Reviews read by TheCarConnection.com are far from glowing when it comes to the 2008 Chrysler Sebring's performance and handling.
The Sebring offers three engine choices: a standard 2.4-liter, 173-horsepower four-cylinder; an optional 2.7-liter, 189-horsepower V-6; and an optional 3.5-liter, 235-horsepower V-6 coupled with a new six-speed automatic transaxle. Neither the four-cylinder nor the smaller V-6 has extra power to hand out, but it's the four-speed-only automatic that's a glaring, dated touch.
Four-cylinder Sebrings have it particularly rough when taking on the likes of the Malibu and Accord. Cars.com reports “the four-cylinder engine provides acceptable performance in city driving, but it runs out of power at highway speeds, where it lacks any kind of urgency when acceleration is called for.” ConsumerGuide adds that although the 2008 Chrysler Sebring has trouble passing, it "copes adequately with around-town driving."
The V-6 Sebring is a bit more impressive, but still no class leader. According to Motor Trend, the most powerful Sebring "ran the quarter mile in 15.3 seconds... underwhelming when compared with the midsize, V-6-powered missiles from Toyota, Honda, Nissan, and, most recently, Chevrolet with its new Malibu." They also report "the engine struggles to move the 3699-pound car." Edmunds observes, “This engine is still a tad light on launching power but satisfyingly smooth once it spins up.” Car and Driver calls either engine “not especially refined.”
Of the transmissions, Cars.com says the four-speed automatic “shifts smoothly and kicks down quickly when necessary.” Motor Trend feels the "six-speed automatic is oddly geared, with a gaping ratio between first and second and a very close one between second and third."
Fuel economy in the 2008 Chrysler Sebring is rated at 24/32 mpg for the four-cylinder, and 22/30 mpg for the 2.7-liter V-6. The more powerful V-6 gets a six-speed transmission and drones less at speed, while turning in 19/28 mpg. “When equipped with all-wheel-drive, it delivers gas mileage worse than a 430-hp Corvette,” Edmunds points out.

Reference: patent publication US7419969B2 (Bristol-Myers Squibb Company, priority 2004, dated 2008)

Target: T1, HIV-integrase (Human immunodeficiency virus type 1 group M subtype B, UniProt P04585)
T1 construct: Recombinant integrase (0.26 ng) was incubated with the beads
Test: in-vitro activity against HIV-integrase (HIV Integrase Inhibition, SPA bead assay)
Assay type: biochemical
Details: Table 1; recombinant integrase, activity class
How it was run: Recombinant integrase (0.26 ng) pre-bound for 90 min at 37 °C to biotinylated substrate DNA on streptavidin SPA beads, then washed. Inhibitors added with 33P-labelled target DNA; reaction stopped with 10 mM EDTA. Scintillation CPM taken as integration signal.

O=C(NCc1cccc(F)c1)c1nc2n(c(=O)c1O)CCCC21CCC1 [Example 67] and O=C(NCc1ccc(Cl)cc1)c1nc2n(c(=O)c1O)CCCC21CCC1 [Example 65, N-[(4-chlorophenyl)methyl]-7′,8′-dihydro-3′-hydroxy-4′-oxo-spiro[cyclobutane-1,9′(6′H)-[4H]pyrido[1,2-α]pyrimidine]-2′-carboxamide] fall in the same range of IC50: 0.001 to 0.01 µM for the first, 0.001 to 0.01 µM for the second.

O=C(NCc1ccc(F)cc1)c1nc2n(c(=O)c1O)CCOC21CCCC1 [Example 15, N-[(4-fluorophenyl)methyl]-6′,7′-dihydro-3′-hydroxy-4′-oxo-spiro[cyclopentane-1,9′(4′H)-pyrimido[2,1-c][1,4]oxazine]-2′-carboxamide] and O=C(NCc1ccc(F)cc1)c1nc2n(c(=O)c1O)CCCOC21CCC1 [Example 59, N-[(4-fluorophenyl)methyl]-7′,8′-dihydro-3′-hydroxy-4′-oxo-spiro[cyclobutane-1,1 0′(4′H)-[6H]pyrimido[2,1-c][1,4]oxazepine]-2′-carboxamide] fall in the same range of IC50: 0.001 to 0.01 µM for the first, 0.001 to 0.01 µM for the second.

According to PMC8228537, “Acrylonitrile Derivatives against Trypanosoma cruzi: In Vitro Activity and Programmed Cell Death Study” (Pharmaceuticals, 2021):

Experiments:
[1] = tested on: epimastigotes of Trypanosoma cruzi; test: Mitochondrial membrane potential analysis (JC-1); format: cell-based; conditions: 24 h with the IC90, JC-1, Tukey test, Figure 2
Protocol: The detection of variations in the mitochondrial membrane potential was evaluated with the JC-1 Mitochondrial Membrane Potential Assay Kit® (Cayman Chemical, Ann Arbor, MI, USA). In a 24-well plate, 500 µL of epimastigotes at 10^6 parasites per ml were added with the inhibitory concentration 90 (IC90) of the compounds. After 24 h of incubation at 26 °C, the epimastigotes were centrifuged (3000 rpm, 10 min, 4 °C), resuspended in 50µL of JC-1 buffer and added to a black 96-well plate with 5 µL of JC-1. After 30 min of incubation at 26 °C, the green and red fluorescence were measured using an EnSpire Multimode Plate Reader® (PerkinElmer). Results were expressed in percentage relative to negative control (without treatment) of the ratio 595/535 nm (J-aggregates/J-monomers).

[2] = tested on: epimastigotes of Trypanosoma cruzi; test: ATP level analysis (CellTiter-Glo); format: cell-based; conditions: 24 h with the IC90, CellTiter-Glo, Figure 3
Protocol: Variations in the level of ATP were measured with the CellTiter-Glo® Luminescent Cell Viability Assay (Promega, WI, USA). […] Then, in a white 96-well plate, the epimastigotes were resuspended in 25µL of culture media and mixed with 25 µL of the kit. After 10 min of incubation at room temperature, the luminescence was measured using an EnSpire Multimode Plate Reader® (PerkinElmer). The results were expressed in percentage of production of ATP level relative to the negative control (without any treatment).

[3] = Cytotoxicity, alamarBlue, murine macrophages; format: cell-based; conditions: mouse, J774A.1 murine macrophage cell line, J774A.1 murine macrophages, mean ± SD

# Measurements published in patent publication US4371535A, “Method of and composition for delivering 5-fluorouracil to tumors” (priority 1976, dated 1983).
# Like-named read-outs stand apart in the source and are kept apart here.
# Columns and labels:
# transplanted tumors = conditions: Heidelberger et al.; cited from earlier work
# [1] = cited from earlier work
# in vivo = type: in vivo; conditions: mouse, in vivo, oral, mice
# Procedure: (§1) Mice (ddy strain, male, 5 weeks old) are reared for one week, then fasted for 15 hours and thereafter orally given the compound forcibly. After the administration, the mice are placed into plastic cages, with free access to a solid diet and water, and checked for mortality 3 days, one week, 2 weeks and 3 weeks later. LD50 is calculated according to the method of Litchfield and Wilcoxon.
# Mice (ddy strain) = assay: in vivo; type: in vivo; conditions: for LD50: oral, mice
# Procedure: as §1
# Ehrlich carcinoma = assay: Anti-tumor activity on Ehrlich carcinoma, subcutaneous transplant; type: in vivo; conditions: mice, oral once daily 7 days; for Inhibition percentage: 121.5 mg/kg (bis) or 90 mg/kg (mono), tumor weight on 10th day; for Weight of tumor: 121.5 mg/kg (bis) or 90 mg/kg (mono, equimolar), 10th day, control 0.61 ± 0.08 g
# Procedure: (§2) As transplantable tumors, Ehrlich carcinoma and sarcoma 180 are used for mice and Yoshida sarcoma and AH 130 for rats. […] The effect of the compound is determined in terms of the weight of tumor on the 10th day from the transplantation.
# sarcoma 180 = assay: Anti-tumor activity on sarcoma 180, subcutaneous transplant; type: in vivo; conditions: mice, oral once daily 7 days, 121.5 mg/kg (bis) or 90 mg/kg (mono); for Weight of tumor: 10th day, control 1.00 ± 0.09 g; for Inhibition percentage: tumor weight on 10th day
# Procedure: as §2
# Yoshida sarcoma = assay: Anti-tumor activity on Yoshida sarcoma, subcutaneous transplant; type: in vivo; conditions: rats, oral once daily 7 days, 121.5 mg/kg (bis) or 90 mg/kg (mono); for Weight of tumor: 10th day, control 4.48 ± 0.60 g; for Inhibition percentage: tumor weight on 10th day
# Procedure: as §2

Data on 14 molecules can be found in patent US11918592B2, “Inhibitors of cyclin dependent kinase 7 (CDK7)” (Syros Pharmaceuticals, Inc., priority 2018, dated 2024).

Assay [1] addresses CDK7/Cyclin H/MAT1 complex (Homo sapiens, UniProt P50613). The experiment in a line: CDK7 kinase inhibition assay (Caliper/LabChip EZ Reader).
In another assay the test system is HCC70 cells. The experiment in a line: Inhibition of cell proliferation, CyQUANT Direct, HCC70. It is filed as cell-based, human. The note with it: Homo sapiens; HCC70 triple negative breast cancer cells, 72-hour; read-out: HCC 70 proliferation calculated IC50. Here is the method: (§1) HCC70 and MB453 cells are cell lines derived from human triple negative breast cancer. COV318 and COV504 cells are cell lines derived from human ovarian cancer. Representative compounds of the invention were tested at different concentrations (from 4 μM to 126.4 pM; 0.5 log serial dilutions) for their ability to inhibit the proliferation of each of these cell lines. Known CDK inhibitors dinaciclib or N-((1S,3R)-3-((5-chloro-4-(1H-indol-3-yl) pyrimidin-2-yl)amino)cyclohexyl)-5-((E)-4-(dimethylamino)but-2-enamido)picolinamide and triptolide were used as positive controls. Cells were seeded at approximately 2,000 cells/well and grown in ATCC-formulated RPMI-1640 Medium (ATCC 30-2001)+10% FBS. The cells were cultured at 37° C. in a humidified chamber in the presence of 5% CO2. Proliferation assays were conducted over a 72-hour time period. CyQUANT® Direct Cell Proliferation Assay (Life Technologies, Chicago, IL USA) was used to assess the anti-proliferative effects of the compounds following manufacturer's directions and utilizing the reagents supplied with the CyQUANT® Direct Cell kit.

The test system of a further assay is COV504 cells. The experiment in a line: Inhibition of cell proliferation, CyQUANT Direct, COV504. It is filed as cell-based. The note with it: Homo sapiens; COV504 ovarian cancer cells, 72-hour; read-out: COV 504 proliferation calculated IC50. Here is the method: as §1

Most Sebrings are front-wheel drive, but an all-wheel-drive Limited is offered this year, for those who really need it. In all versions of the Sebring, steering is direct if not razor-sharp, while the independent suspension is firm enough for a stable and secure feel during emergency situations and in tight corners. For a vehicle named for a racetrack, the 2008 Chrysler Sebring is mostly unengaging.
Cars.com observes, “The Touring model I tested had a considerably softer ride than most midsize competitors. However, while those competitors quickly settle themselves after hitting a big dip in the road, the Sebring unfortunately bobs up and down a few times; it's the closest thing you'll find to a Lincoln Town Car in this class. At highway speeds, that floatiness disappears and the car morphs into a poised cruiser.” Edmunds reports, “Ride quality is among the Sebring's strong points, as it proves both comfortable and composed at freeway speeds. Braking and handling are just average, though. The Sebring exhibits moderate body roll around corners but has decently weighted steering.” Car and Driver says the “handling and the ride are mediocre.”